- Embrace innovation. It’s said that necessity is the mother of invention; as a sustainable supply chain becomes more desirable and necessary, medtech companies have the opportunity to redesign products, processes, and business models to support sustainability as part of their culture.
- Communicate sustainability as a core value for your company. Educate your organization about the importance of sustainability and how it impacts the organization as a whole, as well as the lives of each individual—from the CEO to the newest intern. Corporate social responsibility needs to be woven into the fabric of your organization’s culture, which means every employee needs to carry that same vision.
- Develop relationships with your suppliers. It’s vital that suppliers understand why sustainability is important, and have a clear and confident plan for how you can work together to achieve your organization’s goals. While corporate responsibility as a value needs to start from the top, it won’t take root if it’s imposed from on high by executive order with no follow up or support. In order for sustainable practices to be maintained on all levels, organizations must shift from merely conducting transactions to nurturing supportive relationships and partnerships.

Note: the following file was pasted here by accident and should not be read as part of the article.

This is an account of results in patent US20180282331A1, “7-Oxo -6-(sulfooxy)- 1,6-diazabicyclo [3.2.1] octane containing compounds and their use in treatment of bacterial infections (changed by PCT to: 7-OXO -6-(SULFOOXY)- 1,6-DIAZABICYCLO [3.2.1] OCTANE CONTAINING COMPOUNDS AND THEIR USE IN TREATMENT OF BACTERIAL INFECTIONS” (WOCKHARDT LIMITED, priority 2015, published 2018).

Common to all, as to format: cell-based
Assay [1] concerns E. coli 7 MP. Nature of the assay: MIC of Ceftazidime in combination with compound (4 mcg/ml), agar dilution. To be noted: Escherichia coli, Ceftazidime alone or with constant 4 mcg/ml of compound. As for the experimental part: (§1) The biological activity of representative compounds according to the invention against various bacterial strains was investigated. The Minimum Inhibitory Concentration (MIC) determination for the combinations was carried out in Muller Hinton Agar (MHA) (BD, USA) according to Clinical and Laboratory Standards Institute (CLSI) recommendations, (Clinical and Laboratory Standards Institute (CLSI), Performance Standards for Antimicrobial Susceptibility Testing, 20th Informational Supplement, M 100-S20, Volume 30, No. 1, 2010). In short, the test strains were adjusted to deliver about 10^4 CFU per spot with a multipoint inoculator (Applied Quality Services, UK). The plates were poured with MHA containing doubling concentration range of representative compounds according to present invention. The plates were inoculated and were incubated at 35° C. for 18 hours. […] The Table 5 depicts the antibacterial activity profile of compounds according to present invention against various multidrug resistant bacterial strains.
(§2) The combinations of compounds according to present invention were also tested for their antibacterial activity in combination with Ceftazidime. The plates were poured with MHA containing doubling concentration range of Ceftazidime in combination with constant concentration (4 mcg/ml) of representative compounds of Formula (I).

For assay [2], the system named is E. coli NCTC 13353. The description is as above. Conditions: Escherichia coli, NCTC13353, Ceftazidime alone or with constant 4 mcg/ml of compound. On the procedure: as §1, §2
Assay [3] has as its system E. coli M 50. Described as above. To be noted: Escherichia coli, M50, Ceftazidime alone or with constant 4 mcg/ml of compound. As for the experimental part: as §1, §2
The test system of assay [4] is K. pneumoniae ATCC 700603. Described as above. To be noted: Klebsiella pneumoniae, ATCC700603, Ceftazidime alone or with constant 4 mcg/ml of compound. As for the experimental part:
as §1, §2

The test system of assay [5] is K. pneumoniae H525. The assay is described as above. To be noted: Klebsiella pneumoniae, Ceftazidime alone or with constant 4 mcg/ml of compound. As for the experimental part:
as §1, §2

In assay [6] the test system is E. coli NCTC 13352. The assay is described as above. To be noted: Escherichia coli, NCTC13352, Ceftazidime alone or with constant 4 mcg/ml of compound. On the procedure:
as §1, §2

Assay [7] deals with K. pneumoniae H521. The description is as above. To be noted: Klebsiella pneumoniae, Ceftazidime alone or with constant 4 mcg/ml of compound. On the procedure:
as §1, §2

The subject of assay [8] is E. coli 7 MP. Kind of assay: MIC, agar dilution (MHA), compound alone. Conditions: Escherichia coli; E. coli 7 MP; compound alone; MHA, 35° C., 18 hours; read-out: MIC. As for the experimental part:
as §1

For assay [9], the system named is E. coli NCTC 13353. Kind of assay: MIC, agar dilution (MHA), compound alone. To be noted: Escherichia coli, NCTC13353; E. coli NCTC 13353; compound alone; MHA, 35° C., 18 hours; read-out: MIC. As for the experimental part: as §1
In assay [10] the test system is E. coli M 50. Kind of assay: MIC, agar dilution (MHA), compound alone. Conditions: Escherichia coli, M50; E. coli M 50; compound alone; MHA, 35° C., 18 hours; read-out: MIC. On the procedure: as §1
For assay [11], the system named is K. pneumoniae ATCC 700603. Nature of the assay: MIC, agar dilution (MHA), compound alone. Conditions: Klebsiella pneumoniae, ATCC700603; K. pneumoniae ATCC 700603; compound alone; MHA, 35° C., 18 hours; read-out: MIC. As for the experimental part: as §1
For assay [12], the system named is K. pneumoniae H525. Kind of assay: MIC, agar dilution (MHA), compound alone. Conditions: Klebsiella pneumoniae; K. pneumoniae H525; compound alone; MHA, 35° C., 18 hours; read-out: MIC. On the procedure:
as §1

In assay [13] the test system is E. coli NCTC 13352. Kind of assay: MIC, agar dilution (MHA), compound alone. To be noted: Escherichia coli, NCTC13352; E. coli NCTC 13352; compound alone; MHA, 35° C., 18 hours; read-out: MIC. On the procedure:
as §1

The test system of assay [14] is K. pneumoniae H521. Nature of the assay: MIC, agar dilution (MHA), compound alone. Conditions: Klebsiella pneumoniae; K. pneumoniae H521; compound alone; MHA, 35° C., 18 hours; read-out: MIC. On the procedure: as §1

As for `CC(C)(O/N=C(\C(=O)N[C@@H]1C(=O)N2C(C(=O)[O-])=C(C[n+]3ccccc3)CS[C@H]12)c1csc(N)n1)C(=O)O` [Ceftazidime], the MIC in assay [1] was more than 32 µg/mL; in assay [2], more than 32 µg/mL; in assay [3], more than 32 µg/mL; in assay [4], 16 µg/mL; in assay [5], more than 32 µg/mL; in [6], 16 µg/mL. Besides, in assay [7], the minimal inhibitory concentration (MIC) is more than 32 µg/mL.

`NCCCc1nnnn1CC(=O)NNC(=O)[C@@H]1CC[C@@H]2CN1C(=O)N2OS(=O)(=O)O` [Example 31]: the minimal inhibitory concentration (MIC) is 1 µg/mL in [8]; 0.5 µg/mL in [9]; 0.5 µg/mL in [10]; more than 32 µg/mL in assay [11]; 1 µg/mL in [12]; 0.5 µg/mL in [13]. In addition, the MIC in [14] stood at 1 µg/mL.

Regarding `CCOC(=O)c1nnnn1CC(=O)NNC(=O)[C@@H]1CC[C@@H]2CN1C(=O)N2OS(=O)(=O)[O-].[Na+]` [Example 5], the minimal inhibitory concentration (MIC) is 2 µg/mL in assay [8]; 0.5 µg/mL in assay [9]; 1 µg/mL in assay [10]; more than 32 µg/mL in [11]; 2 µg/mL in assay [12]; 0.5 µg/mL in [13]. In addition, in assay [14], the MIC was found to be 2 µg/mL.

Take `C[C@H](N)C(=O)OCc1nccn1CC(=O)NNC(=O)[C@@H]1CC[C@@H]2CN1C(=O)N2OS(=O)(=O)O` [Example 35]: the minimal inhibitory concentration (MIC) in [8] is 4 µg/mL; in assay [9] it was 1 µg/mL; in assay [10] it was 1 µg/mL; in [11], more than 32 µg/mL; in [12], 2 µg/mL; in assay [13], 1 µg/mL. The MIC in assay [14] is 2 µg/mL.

- Don’t try to go it alone. There are governmental and non-governmental organizations (NGOs) whose mission is to help organizations be more sustainable. Partner with them and make use of the many resources they can offer. Apply for government support through grants and certifications—you’ll earn free publicity along the way. In an interview with The Harvard Business Review, Peter Senge, author of “The Necessary Revolution,” noted that NGOs are a prime source of information that may otherwise not be available to your organization. “No business knows what Oxfam knows about the plight of farmers or what WWF knows about biodiversity and watersheds. The best businesses don’t just hire the sharpest people; they also keep expanding their expertise by partnering with NGOs that have deeper and broader knowledge.”5